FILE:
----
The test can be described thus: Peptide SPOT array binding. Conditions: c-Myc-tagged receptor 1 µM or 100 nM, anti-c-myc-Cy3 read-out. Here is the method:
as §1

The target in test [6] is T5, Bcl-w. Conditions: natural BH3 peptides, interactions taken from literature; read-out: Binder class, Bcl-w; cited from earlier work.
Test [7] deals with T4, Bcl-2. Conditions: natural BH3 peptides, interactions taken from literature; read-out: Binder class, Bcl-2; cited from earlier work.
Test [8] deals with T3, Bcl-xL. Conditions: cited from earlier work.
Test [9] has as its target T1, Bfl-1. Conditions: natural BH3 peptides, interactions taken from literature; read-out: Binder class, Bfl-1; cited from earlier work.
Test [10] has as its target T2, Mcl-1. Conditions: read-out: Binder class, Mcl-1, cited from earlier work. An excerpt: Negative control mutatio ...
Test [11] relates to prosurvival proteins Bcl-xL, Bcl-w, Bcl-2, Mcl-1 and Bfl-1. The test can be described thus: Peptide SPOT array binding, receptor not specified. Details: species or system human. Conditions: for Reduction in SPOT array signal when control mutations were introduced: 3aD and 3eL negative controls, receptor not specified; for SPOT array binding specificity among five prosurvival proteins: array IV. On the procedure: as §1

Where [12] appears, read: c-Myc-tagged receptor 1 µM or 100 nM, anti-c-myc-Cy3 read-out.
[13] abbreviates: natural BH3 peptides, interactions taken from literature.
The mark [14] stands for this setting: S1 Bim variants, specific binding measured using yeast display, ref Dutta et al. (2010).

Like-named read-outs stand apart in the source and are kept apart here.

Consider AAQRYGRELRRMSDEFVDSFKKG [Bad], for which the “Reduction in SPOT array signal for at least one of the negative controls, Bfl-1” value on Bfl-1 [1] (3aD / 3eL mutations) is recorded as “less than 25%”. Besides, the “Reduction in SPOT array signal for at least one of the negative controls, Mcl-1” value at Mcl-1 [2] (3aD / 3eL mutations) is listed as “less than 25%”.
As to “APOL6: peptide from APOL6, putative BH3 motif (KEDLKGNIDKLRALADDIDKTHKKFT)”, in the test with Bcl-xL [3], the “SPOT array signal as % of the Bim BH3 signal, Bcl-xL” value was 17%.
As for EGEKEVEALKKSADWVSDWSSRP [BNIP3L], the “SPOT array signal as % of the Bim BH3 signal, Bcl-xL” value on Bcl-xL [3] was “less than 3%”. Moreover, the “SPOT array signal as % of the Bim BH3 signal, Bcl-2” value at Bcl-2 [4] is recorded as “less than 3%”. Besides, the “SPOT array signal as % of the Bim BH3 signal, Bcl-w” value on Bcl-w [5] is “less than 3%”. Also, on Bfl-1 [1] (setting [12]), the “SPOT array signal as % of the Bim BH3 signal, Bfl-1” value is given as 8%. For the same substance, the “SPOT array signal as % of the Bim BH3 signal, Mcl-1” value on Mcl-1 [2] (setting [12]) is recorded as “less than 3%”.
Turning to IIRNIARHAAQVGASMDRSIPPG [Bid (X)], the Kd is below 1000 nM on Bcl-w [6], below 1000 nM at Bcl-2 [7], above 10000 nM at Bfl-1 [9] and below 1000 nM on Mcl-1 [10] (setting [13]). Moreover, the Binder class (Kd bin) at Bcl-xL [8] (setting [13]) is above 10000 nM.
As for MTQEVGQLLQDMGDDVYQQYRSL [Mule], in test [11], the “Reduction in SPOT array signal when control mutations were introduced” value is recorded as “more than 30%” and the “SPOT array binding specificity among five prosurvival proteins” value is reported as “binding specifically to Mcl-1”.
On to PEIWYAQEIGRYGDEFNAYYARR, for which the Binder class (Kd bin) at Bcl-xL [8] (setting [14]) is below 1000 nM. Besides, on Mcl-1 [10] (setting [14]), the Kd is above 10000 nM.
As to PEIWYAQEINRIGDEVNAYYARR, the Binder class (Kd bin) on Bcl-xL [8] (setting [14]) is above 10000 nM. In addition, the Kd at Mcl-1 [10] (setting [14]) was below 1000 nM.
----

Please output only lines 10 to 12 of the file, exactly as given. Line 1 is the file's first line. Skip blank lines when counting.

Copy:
[13] abbreviates: natural BH3 peptides, interactions taken from literature.
The mark [14] stands for this setting: S1 Bim variants, specific binding measured using yeast display, ref Dutta et al. (2010).

Like-named read-outs stand apart in the source and are kept apart here.